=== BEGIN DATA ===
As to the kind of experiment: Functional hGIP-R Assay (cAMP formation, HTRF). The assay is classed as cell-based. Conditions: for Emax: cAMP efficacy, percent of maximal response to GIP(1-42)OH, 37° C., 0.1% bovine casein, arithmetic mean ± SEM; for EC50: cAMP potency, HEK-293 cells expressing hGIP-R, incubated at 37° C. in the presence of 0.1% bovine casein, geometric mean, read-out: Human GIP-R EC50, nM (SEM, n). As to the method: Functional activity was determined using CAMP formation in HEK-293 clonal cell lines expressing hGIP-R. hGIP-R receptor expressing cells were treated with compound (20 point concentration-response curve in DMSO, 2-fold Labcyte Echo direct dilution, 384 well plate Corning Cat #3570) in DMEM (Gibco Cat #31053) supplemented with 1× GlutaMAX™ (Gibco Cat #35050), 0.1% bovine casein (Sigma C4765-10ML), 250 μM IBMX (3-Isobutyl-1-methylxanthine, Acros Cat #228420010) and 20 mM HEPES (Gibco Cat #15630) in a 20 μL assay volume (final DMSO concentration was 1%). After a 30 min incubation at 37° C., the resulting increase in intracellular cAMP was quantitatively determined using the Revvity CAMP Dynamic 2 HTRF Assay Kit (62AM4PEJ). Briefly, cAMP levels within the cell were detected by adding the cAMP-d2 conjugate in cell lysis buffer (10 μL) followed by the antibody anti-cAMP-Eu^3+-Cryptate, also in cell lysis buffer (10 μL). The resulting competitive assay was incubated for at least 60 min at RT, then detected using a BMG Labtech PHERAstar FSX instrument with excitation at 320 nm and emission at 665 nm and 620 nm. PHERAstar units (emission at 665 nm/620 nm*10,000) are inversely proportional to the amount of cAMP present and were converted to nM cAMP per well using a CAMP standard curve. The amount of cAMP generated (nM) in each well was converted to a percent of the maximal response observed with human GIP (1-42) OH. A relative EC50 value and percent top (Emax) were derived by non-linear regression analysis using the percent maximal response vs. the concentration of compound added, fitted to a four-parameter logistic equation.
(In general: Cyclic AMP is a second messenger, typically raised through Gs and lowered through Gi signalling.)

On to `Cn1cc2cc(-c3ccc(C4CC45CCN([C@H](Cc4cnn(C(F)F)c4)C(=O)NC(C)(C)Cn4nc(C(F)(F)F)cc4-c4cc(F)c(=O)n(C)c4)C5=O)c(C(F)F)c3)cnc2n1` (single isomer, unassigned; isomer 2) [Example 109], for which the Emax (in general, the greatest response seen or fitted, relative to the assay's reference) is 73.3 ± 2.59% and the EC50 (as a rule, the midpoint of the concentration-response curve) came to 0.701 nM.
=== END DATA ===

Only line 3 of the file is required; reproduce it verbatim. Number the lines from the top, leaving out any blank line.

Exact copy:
On to `Cn1cc2cc(-c3ccc(C4CC45CCN([C@H](Cc4cnn(C(F)F)c4)C(=O)NC(C)(C)Cn4nc(C(F)(F)F)cc4-c4cc(F)c(=O)n(C)c4)C5=O)c(C(F)F)c3)cnc2n1` (single isomer, unassigned; isomer 2) [Example 109], for which the Emax (in general, the greatest response seen or fitted, relative to the assay's reference) is 73.3 ± 2.59% and the EC50 (as a rule, the midpoint of the concentration-response curve) came to 0.701 nM.